By: Mark Hinson
December 7, 2018
Do not ask choir master Vincent “Shimmy” Jiyane about famous folks the Soweto Gospel Choir has worked with because, well, he has the answers.
So far, the choir has collaborated with super-group U2, the funk-rock outfit Red Hot Chili Peppers, the hit-making Queen, fellow South African singing group Ladysmith Black Mambazo, jazz-popster Hugh Masekela, Motown legend Diana Ross, Pearl Jam vocalist Eddie Vedder, the multi-talented John Legend and “First Lady of Soul” Aretha Franklin, who died this year.
“The day I saw her, I had goosebumps,” Jiyane, 45, said of Franklin. “She came with all of her heart. My mother used to listened to her all the time in South Africa. Miss Franklin treated us like a mother.”
Find out if any parental feelings stir when the Grammy Award-winning Soweto Gospel Choir performs in Tallahassee for the first time at Opening Nights. The first half of the show will feature traditional repertoire and, after intermission, there will be dancing, American spirituals and Christmas carols. The concert in Ruby Diamond Concert Hall is titled “Songs of the Free.”
“Our Tallahassee audience can expect to be transported by the consummate energy exuded by the group vocally, instrumentally and through their movement,” said Michael Blachly, who is the director of Opening Nights. “Their voices soar with beauty, harmony and power. It’s a performance of pure, unadulterated joy.”
Blachly got to know Jiyane and the Soweto Gospel Choir during his tenure as director of University of Florida Performing Arts in Gainesville for 15 years. The choir was a hit in Hogtown.
“This was evidenced by audience reactions following the six performances given in Gainesville,” Blachly said.
Blachly heard more than once: “That was incredible…you have to bring them back.”
When he got the job in Tallahassee at Opening Nights in late 2017, one of his first calls was to the Soweto Gospel Choir.
Nelson Mandela is the linchpin
In November 2002, the Soweto Gospel Choir was started with Jiyane as a founding member. They wanted to showcase all of South Africa, which is the 25th largest country in the world when it comes to area and takes up plenty of room. A lot goes on at the southern tip of Africa — which is a continent, by the way.
“Every culture has its own dances, sings its own songs,” Jiyane said during a phone chat from the road. “People are not aware of all the music we have — reggae, pop, hip-hop, traditional. We wanted a showcase for different tribes and the religions.”
During the fall of 2006, the Soweto Gospel Choir got international attention after being invited to perform at the 75th birthday of cleric Desmond Tutu. The audience included Nelson Mandela, who is often called the George Washington of South Africa.
“Awww, I am still shaking for meeting him (Mandela),” Jiyane said. “You know when you meet him you will not wash that hand for a week. Nelson Mandela is the reason we founded the Soweto Choir. He is our icon.”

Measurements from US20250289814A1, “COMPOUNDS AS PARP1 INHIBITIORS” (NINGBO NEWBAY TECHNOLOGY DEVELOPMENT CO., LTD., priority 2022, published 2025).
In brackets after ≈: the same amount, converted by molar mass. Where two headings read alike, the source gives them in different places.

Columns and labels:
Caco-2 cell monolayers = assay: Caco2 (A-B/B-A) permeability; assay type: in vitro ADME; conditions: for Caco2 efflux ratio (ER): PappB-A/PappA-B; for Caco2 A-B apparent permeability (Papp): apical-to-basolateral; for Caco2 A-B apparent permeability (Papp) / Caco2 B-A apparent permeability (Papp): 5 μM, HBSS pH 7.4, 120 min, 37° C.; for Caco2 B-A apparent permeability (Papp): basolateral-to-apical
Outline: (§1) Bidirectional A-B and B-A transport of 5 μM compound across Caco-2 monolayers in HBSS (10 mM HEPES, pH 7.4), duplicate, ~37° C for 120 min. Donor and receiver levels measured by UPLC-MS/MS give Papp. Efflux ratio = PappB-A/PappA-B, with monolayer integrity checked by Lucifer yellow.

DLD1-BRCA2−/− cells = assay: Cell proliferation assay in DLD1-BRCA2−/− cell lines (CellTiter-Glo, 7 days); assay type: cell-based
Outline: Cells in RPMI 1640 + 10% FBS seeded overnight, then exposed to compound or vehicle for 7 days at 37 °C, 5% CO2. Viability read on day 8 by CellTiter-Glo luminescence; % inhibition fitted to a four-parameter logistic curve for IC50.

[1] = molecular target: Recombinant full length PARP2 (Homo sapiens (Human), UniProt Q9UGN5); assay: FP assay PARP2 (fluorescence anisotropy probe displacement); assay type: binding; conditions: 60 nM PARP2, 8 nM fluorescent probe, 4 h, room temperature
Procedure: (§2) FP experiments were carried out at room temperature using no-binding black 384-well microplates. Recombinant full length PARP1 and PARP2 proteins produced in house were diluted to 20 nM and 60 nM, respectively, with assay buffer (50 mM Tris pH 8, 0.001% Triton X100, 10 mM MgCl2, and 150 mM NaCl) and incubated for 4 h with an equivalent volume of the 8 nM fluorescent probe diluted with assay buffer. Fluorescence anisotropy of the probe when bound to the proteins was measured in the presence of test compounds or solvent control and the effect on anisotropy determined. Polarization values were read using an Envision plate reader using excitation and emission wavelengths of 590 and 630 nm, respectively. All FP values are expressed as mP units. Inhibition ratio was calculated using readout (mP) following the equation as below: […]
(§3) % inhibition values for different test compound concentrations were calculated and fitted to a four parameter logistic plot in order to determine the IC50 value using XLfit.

Mandela is the anti-apartheid activist who was freed from prison after many years in 1989. He became president of South Africa in 1994, ending years of white domination in government. Paul Simon helped kick down barriers — and caught a lot of flak in the process — when he used South African musicians on his Grammy Award-winning album called “Graceland” in 1986, including Ladysmith Black Mambazo.
“Paul Simon sent a message to the world, that is when people opened their eyes,” Jiyane said. “We are here because of Ladysmith. They paved the way.”
Everything took an uptick in 2008 when the singers recorded with Peter Gabriel for the song “Down to Earth,” penned by Gabriel and Thomas Newman (who wrote the theme of TV’s “Six Feet Under”). The song won a Grammy Award for Best Movie Song and was nominated for an Oscar for the Pixar movie “WALL-E.” The Soweto Gospel Choir became the first South Africans to perform at the 81st Academy Awards ceremony.
“We met Peter Gabriel in Cape Town and the relationship just grew,” Jiyane said. “Being nominated with him was a great moment.”
This year, they worked with Chance The Rapper. Talk about range.
“We now drive cars and own houses, so we have changed since we started,” Jiyane said and laughed. “I like to say we have matured.”
Thanksgiving for South Africans
There is also a personal connection between the Soweto Gospel Choir and Blachly.
“(My wife) and I hosted them in our home for receptions around each visit,” Blachly said. “The first time that they were in our house they thanked us for our hospitality by presenting an a cappella number of praise and appreciation.”
As Judy, Blachly’s spouse, said, “I’m pretty sure our house just levitated.”
Ten years ago, the Soweto Gospel Choir visited Florida around Thanksgiving time. It was a celebration of turkey and stuffing that included nearly 60 people.
“Following dinner, we went out on the deck and they performed various indigenous anthems from the different countries represented in the group,” Blachly said. “Our board then responded with the national anthem and everyone got into the rhythm of the number and started swaying back and forth. The next thing that happened was our deck collapsing under the weight and the up and down rhythmic movement to the music.”
Everybody lived and chuckled about it.
“Oh, yes, I remember that,” Jiyane said and laughed. “It was a great time.”